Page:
I suppose the problem — aside from the market being far too small — is that telescope users' needs or desires are too different. Basically, all cars are identical, with minor variations. Some are 25% smaller, some 25% bigger, some a little faster, and so on. But those are trivial compared to the differences between (say) a 66-mm APO, a 16-inch Dob, and an 8-inch photo-capable SCT with Go To. If you reserve a compact car and get a standard, it's no big deal. But if you reserved an APO on a high-quality equatorial mount to do astrophotography, and ended up with a Dob instead, it would blow the whole purpose of your astro-vacation.

9 thoughts on “Travel Scopes

  1. Chris

    Back in 1986, my wife and I went on a Sky and Tel tour to Australia for Southern sky and comet Halley observing. As a deep sky observer, I wanted to maximize my aperture and picked a 10″ Dobsonian style telescope to transport via airplane/bus/whatever. (I had originally taken the OTA in 1977 to Greece with nebulous “build there” mount plans. I had also experimented with bean bag chair mount ideas with this OTA.) There were the standard 20kg weight restrictions on each piece of checked luggage. We did a quick and dirty modification of the tube and Alt-Az mount so that the tube was collapsible, and the mount and associated hardware fit entirely inside the collapsed tube. Wherever possible we removed material to hold down weight and I would hand carry the full thickness objective mirror in a carry on (which was not weighed). The collapsed tube and mount went in a padded box as checked luggage. I would assemble and disassemble the scope at our various observing destinations. It was work but it was well worth it. I have since taken the scope to various other closer destinations and the fact that ordinarily 5′ long tube can be compacted to about half that length makes it much easier to transport on boats/planes/cars/donkeys/etc. I’m often tempted by the compactness of a folded OTA, but the simplicity of this design has lasted for over 30 years. Foreign customs inspectors, however, are another story.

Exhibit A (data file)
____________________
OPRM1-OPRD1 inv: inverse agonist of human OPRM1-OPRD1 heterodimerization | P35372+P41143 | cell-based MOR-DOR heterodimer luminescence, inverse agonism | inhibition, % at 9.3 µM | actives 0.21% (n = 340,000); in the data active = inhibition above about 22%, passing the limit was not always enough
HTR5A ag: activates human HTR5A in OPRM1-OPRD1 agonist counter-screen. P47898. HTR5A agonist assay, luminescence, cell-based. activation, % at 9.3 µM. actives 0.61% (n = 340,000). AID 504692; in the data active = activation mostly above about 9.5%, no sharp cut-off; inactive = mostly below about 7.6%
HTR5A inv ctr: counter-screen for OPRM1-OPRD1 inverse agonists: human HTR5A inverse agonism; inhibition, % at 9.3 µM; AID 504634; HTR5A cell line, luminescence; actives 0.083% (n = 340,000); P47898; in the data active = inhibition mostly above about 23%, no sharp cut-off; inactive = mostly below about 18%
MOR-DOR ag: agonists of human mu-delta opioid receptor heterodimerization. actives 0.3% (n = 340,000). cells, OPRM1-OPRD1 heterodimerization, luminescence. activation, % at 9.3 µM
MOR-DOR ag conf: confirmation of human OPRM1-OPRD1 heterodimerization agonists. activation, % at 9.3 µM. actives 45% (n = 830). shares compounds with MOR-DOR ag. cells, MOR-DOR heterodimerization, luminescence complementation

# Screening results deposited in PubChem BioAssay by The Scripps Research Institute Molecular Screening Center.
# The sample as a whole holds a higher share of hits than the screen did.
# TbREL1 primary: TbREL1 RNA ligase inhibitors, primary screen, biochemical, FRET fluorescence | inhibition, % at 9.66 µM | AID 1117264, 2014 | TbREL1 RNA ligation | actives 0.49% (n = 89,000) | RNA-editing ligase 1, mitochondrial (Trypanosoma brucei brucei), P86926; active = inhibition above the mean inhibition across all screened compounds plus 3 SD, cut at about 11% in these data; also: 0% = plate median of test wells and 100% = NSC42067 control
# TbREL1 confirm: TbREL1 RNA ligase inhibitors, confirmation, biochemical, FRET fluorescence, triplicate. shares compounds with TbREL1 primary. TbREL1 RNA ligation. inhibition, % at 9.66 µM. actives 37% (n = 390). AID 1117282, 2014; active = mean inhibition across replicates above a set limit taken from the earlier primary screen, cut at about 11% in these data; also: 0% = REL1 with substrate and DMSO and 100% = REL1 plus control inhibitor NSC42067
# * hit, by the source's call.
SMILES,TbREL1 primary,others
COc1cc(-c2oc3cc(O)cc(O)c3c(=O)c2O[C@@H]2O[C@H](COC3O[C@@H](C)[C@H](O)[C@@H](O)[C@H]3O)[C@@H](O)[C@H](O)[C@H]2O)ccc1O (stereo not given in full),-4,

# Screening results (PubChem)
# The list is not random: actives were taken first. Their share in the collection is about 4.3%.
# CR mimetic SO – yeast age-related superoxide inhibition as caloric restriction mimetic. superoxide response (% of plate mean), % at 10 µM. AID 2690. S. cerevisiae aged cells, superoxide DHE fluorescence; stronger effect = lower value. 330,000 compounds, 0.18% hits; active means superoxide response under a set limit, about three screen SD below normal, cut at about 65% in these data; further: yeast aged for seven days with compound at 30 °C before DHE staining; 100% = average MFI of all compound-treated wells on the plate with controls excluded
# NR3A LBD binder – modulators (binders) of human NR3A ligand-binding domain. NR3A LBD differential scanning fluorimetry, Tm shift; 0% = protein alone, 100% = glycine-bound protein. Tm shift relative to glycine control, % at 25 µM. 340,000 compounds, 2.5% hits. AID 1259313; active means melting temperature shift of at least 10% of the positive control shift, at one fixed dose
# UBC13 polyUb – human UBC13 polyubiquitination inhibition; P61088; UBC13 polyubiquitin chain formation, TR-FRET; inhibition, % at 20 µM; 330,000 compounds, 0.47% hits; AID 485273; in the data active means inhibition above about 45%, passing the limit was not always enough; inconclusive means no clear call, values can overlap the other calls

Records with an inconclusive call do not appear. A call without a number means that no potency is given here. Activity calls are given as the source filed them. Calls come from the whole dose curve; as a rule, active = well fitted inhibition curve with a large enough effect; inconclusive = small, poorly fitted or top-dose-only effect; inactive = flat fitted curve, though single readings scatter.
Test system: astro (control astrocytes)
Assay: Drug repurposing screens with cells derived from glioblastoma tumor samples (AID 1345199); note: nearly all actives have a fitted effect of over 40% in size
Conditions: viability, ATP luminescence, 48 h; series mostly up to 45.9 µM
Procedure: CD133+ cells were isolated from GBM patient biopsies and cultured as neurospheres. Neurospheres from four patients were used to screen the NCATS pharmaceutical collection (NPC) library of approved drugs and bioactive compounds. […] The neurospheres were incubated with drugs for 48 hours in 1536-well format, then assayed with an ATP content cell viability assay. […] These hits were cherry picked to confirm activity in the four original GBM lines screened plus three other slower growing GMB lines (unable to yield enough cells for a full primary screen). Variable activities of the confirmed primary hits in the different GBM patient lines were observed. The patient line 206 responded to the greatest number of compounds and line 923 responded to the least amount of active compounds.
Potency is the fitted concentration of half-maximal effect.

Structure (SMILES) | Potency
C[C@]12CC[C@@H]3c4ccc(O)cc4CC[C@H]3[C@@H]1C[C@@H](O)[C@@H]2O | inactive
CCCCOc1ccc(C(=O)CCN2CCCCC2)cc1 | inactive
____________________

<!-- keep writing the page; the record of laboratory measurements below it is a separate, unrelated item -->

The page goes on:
2. Wally

    Last year it was a 90s C-90 – the G-3 version – to China for the total solar eclipse. Plus 15lbs of other photo gear.

    This year to Australia, I’ll carry a SV70ED Raptor and a Flashpoint tripod plus one lightweight camera body and zoom lens.

    However, I’ll try to borrow a GOTO mount while there – as well as visit a friends observatory in Back of Beyond in the Flinders Range.

    Strategy – always carry a lightweight scope that can go on a tripod you’ll carry anyway. Anything above that is GRAVY!

  3. Bob

    One seldom hears of Questar 3.5″ any more in the periodicals. Granted, they don´t advertise like the more popular and less exopensive brands these days but they are a great travel scope. Any comments appreciated.